Stranded Dubai ship crew crisis resolved after three months

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Stranded Dubai ship crew crisis resolved after three months

Seven crew have already left the ship while three are in process of signing off; four decide to stay back on the vessel under new management.

By Sajila Saseendran/senior Reporter

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Published: Thu 30 Oct 2014, 12:43 AM

Last updated: Tue 7 Apr 2015, 8:51 PM

FREE AT LAST ... Seven crew members of MV Home who have left the vessel. — Supplied photo

A three month-long crisis faced by the 14-member crew of a ship stranded in the UAE waters has been resolved, thanks to the active intervention of the Indian Consulate in Dubai.

Of the crew, four Indians have decided to stay back on the ship, which is now under a new management, the mission said on Tuesday. Four Indians, two Myanmarese and one Nepalese have already left the vessel, while three Indians are in the process of signing off.

The Panama-flagged MV Home was owned by a Dubai company and was engaged in renting out accommodation for workers in rigs when the crew faced non-payment of salaries and shortage of food supply. The crew was so frustrated after the company left them high and dry in the sea without providing food and water for 50 days that one of them was on the verge of committing suicide, the vessel’s captain said. Speaking to Khaleej Times from his home in Patna, India, Captain Shailendra Sharma said he had not faced such a crisis in his 10 years as Captain. “The worst experience was handling a crew who was on the verge of committing suicide.”

He said he saw a man, who hailed from Tamil Nadu, banging his head against the iron wall of the ship’s superstructure. “He was also about to jump off to the sea. I can’t express how I managed to console him and prevent him (from committing suicide).”

The captain said the crew’s plight started when the ship was left unattended by its company from August. “The ship wasn’t hired by any rigs for quite some time and we were at Khor Fakkan when the company last provided fresh water and other provisions to us for 40 days,” said Captain Sharma.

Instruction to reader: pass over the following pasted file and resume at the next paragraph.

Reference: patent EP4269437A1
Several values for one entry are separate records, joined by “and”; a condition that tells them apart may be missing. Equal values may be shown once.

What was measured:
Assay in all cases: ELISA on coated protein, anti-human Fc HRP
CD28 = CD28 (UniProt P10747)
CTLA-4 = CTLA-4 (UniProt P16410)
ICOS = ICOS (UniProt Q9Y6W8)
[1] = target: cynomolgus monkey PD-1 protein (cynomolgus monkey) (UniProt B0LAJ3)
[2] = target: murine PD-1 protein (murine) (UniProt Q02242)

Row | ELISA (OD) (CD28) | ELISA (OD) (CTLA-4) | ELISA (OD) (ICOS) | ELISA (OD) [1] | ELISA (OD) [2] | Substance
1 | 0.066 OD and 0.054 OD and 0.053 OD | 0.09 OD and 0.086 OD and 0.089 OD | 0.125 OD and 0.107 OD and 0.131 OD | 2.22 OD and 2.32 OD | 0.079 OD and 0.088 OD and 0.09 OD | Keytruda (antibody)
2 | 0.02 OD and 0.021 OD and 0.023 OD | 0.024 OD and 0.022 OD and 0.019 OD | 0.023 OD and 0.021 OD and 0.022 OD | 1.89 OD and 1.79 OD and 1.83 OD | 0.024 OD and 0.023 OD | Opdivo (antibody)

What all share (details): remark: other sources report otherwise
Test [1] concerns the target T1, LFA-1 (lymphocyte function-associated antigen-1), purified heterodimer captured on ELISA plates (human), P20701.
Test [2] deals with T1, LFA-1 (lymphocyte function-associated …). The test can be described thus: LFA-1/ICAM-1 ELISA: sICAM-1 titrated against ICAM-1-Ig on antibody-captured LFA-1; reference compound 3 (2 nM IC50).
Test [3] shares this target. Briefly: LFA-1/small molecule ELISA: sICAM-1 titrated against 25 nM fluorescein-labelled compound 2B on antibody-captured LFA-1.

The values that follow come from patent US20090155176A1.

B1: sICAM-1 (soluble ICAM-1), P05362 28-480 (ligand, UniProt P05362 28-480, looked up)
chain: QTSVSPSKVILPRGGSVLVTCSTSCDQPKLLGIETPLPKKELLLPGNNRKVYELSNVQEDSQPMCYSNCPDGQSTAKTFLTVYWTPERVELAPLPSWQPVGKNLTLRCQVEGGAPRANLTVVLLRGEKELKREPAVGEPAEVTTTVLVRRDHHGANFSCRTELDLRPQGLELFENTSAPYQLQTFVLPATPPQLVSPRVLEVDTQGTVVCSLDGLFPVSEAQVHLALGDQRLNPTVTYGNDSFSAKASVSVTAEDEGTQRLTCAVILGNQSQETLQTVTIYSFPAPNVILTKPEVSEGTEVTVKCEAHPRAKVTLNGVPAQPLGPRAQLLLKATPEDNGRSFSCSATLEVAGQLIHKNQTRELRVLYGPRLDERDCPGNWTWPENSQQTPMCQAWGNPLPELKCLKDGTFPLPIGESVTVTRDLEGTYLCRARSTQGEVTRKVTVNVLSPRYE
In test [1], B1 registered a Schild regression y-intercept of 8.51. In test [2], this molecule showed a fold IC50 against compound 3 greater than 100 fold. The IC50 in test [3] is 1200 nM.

“That was on July 9. Since then, they never bothered to check on us and nobody answered my calls and messages when our food and water supply started running out. We waited till August 31 and after that we could not hold on any more.”

The captain then approached ITF Seafarers in London and sent a distress call to the Indian Consulate in Dubai. “After I contacted them, the consulate officials were in touch with us every day and they helped in arranging fresh water immediately from some nearby ships.”

He said the officials from the consulate also helped in keeping the crew’s morale high. The mission also put pressure on the company to provide more provisions for the crew. “But they provided provisions for just 15 days and things were back to square one again.”

Subsequently, with the cooperation of the Harbour Master, Ajman Port, the vessel was allowed to anchor at Ajman port. Captain Sharma said the consulate helped in pushing the company to supply provisions once again.

“This time they gave only minimal food to survive, though we are entitled to three-star food.” Meanwhile, the company got into an agreement with another firm in Sharjah, which has now taken over the management of the vessel.

The Indian mission also held discussions with the new owners and arranged the settlement of the crew’s pending salaries for three-and-a-half months. The repatriation of the seafarers was also facilitated by the consulate.

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